If you are serious about starting or expanding your ecommerce site, you have spent money somewhere, be it for a well-designed usable site geared towards converting users, a fantastic new product, loads of available inventory, or a well-staffed back office. Why, then, when it comes to marketing, do you expect it to be free? Even the so called free advertising (SEO, email, social media) all have an associated cost. No matter how bad you want to believe that you’ve found a way to get your brand recognition for free, building a successful and sustainable ecommerce business without spending money on advertising is simply not possible, and to be perfectly honest, chasing after “free” might cost you more than a sensibly applied paid strategy would.

…but I don’t want to lose money
Marketing is a common area where new or established ecommerce players looking to expand can get stuck. The reason being that it’s often hard to release funds for an advertising campaign with no guarantee of results (guaranteed results are a topic for another day). While it may seem scary, with a solid strategy and well executed tactics, results shouldn’t be an issue. Optimizing the campaign to achieve your ROI goal (if not immediately achieved) can sometimes take a little effort, but it is extremely uncommon for paid campaigns to launch and not achieve at least some level of success.

…but my traffic comes from word of mouth
No matter how good your website is, if no one visits it, you won’t produce any sales. And no matter what anyone tells you or how badly you want to believe it, word of mouth is not a sustainable advertising strategy. Users are bombarded at every turn by advertising, so even if you do have a unique product or offering, someone else is probably already there speaking to that audience. Even the best converting sites rely on a steady stream of paid traffic to fuel their continued growth. This means in order to produce or grow sales, you will need to engage in paid advertising.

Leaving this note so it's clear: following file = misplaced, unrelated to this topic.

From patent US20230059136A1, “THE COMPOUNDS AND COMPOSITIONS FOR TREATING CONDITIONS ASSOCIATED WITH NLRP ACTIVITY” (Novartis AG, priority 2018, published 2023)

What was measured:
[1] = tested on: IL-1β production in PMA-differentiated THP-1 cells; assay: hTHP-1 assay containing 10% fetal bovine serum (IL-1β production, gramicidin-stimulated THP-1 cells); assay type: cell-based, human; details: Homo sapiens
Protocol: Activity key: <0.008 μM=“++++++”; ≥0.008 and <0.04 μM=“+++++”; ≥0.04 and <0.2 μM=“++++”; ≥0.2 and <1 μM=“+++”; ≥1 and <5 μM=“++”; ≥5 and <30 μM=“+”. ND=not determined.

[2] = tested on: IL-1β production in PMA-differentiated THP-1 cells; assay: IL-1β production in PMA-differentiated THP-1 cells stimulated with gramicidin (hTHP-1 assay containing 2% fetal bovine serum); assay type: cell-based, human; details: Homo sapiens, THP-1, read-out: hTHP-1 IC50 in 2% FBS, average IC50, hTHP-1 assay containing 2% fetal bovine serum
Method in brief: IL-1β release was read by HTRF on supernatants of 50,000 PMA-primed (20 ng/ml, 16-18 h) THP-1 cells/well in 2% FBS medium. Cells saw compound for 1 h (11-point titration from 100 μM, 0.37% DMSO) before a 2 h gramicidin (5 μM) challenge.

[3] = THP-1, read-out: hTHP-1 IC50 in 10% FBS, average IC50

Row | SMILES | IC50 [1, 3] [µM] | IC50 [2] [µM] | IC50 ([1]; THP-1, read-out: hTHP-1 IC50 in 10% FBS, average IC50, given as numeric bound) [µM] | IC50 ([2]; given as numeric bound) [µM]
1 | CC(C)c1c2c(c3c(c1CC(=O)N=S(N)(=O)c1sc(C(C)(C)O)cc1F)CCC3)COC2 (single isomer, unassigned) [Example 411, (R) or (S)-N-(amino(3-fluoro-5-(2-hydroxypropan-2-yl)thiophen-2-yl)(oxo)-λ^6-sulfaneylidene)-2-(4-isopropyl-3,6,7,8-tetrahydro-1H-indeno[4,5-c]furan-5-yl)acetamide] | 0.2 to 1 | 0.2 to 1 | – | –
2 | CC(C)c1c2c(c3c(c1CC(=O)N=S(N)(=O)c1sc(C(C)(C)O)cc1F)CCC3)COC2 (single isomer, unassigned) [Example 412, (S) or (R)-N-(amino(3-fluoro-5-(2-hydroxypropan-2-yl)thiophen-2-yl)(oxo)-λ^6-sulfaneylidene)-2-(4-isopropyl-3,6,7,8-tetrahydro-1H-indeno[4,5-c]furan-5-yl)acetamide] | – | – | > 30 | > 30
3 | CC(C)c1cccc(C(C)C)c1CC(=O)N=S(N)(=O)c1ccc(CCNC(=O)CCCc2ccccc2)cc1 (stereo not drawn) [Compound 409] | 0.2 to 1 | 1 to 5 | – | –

…but “free” is all I can afford
While many people believer erroneously that social media or SEO are “free” they, are actually quite expensive:
Let’s start with social media and say that you have chosen to start a Twitter and Facebook presence. You will need to: setup the accounts; share updates; like/follow other people; read, comment, and share  updates of the people you follow; and reply to people on your accounts. All of those things take up time and, at the onset, it’s a lot of time. Who is going to do those things? If it will be you, then there is an opportunity cost:  how much money could you be producing if you weren’t spending your time on those things? If it is an employee, then you are paying them for their time (same goes for hiring an employee or agency). So just to set up and maintain the accounts you have to pay for somebody’s time. And the worse news is that even if you do all that, you still won’t have many fans, and your updates won’t get very wide exposure if you don’t pay to advertise (given Facebook’s recent changes, your updates may not be seen at all!).

…but SEO will get people to my site with free organic rankings
A lot of the same issues hold true for SEO. To do it right, you will need to change your site copy, meta data, internal linking, and technical structure, not to mention that you will have to produce good, high-quality inbound links on a regular basis (which is getting harder and harder everyday), write great content regularly, and a lot more. Unlike social media, where one person can normally handle all the tasks, SEO often requires the input of multiple people: copywriters, site developers, marketing folks, etc.

…free isn’t always all it’s cracked up to be
Call me crazy, but those free traffic sources sure sound pretty expensive to me. If you have decided to begin or expand your e-commerce business, you are going to have to pay to advertise. What you decide to spend your advertising dollars on is a question of strategy and analysis, but no matter which way you look at it, you are going to have pay. The good news is I have found that if you are willing to spend the time to organize your strategy and tactics, spending money to advertise, will reap far greater rewards than trying to get by on “free.”.

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